A low, distant rumble rises to an emergent roar and the chamber bursts open, filling with light and fire. The chamber had been cast in resonant crystal that sits ready to pop, wound tight at the molecular level like a crystalline spring. Anu, through now-huge eyes, pans down to his hands where a tablet gleams back in a 50-hue rainbow of glyphs: the song dances on the surface of the Codex.
As it cracks the chamber, the rumbling drill falls to pieces all around him. The miners rain into the chamber behind the drill, screaming in terror. Anu snaps back to his usual self, first to the grandmother goat POV, then into his own dreaming persona, finally awakening next to his nanny goat now imbued with the family of souls to which he belongs.
That morning as he guides the goats, his eyes take in a wider spectrum. Aina and Anu come upon a wealth of berries like never before. The birdsong was more intelligible than ever:
thanka thanka shine sun rainarain tomorrow peepa valley puma peepa giant sleepa
Anu and Aina trek east. Anu can't be sure where the giant has chosen to rest so he follows Aina and his nose until that familiar must is nearly choking them. Just as Anu knows he has arrived, the ground disappears. Hanging in the air, swimming with the gravel into black, time slows to a crawl.
Anu sees the shadows of his life like a 4-D flipbook: the silk seductress, the spectre shadow tending berries, grandmother gardening, his mother's garden, his wails mixing with his mother's at his birth and at her death.
Anu feels gratitude, joy, forgiveness, peace all foam up from the Well within, a cushion against the pain of this tragic fall.
Is this it?
Loose ends catch his wrists, frayed fibers snag his tumbling bag of water and bones. Careening off the walls of the narrowing chasm, Anu cinches to a pinched halt. Jammed but not busted, Anu digs himself looser, sees a glimmer below and daylight far above. Aina bleats alarm and feels relief as they relink. Anu shimmies downward. The chasm widens to a crystal chamber. Here lies the giant. Anu can see himself in 50-color vision approaching the huge slumbering figure.
The tablet in the giant's grasp alights, projects, buzzes, and chirps like a forest full of moonbirds. Anu sees a constellation of stars twinkle just below the giant navel, and feels it in his own belly.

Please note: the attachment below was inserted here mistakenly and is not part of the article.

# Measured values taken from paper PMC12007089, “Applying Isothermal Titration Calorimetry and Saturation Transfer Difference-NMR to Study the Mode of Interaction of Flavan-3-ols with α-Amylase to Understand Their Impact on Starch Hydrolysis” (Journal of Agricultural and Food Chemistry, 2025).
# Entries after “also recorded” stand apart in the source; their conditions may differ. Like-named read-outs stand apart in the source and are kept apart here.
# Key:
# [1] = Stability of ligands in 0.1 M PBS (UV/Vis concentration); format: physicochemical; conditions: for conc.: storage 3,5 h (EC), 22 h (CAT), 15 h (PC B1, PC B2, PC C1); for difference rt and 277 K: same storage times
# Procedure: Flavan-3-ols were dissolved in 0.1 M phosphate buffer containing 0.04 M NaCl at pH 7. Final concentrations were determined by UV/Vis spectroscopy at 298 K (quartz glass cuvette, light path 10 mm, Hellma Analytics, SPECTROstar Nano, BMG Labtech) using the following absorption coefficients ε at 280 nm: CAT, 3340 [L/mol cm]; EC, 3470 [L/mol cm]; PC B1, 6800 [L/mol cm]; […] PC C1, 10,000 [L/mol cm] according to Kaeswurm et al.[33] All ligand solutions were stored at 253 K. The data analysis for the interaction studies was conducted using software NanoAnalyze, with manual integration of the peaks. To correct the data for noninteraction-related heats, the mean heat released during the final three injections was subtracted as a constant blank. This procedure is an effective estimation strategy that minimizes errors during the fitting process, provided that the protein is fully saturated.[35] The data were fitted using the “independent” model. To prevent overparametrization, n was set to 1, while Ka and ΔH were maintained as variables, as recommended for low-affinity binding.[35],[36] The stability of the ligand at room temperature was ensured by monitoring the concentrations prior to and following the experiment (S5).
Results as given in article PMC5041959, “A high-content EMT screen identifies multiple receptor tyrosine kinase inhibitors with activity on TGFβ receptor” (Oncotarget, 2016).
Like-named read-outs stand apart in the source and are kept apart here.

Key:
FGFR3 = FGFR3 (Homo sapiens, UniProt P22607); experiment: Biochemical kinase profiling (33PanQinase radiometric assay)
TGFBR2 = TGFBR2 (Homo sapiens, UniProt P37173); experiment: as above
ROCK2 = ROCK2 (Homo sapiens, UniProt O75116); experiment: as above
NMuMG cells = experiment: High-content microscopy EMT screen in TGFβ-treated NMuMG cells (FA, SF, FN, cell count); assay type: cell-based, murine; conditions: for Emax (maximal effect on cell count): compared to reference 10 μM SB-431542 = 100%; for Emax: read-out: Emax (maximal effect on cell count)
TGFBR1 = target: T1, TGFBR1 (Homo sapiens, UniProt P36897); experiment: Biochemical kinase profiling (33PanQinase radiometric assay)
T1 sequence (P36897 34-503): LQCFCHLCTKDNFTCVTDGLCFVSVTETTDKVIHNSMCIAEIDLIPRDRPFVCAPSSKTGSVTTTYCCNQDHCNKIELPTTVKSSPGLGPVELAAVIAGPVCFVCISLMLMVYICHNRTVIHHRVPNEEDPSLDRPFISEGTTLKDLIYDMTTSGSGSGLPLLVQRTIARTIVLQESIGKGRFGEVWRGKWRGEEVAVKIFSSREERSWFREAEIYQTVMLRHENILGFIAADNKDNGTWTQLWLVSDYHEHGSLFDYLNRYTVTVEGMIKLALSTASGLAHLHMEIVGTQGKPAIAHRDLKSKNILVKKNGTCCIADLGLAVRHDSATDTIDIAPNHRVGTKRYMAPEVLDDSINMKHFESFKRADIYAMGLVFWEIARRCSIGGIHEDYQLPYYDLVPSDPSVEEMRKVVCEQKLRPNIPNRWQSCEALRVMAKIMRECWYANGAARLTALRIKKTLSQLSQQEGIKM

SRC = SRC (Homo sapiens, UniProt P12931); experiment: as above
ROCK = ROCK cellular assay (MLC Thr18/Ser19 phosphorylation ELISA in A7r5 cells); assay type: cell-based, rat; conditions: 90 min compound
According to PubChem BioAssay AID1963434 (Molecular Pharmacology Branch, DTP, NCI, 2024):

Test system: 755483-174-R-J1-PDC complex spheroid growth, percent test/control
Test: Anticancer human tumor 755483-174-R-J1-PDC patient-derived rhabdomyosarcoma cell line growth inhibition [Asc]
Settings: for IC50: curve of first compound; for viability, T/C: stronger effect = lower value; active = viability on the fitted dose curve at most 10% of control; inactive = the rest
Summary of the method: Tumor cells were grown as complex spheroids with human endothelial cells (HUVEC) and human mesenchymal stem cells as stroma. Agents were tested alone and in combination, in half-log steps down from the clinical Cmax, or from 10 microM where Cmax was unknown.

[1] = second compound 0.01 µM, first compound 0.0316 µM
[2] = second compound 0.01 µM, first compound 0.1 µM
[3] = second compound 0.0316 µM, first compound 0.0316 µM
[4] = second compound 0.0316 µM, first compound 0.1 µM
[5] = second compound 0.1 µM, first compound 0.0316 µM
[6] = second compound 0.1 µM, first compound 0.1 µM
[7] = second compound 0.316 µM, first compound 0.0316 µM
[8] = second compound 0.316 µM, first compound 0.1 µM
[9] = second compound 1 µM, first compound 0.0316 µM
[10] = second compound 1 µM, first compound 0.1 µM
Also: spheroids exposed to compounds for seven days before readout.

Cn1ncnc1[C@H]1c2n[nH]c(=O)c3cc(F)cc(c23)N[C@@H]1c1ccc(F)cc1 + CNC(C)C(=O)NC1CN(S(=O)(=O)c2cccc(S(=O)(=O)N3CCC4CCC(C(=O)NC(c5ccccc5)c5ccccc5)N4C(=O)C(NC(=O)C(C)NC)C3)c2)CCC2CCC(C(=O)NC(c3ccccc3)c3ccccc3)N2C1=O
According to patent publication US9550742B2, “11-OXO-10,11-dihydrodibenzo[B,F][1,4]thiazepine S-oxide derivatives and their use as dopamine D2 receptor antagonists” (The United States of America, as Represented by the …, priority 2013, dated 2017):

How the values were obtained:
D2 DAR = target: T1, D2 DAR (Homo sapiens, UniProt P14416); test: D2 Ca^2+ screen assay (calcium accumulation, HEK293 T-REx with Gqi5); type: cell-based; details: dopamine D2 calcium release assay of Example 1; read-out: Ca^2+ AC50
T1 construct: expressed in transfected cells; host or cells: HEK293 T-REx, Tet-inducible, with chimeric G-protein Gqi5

From the tablet glows a scene in 4-D of Anu and Aina sopping wet on the trail home as the light fades. A puma stalks them from the shadowy undergrowth of the forest.
Too battered, Anu cannot climb back up——too narrow, too slippery—— so he bids Aina a good night and cuddles with the giant, who is warm, who is him.
Anu awakens to water dripping on his eyelids. The giant still slumbers though it holds the tablet now upright. Water fills the crystal chamber. Anu understands he is meant to retrieve the tablet. The birds call for rain, which may save Anu, or drown him. As the chasm fills, he claws to stay afloat, foaming up, to rise to the top, cream of the crop, panting to fill his bubbles.
The giant lies still, watching Anu float up to where the path has given way. There Aina sits in hopeful vigil. The Giant's white hair anemone dances, eyes shine like the 50-color sun.
The chasm floods nearly to the top as the rain pours down, and Anu scrambles and gasps as he is flushed into the rapids. Aina trots along the banks to follow Anu's hapless tumble.
As Anu tumbles washed down the mountain, a zarnab tree uproots and falls across the rapids. Anu catches a limb and clambers onto the fallen tree. Aina catches up and helps Anu to shore. They catch their breath as the storm runs its course and dissipates. When the clouds start to clear, the sun is low. They start home.
Along their way, a shadow stalks the puma, stepping between its pounce and Aina, holding, swinging a bloody hare by the ears like a toreador's cape. The puma gets a mouthful of hare, and bounds off sneezing and appeased.
Aina stops in her tracks the hair on her chinny-chin-chin stands straight, and she faints like a wooden rocking horse. Anu feels the stare of the shadow on him, doesn't notice having dropped the tablet.
The boy and his goat return to his father's house battered, soaked, exhausted, but alive and elated. Bavandar and his new wife Pilar make soup and a cozy woodfire-heated sauna and bath.
That night he dreams of being a father, his daughter a shadow nymph frolicking in the dark woods devotedly attended by her mother.
The next day Anu returns to where Aina fainted to search for the shadow who saved them. From a branch of the zarnab tree there hangs a puma skin satchel. Anu's nose has guided them back, following the sultry stream of jasmine and musk. Inside the velvety pouch lined with a prowler's fur, the holopane codex tablet sits nestled and dormant, along with a necklace of crystal, and seemingly feline, teeth.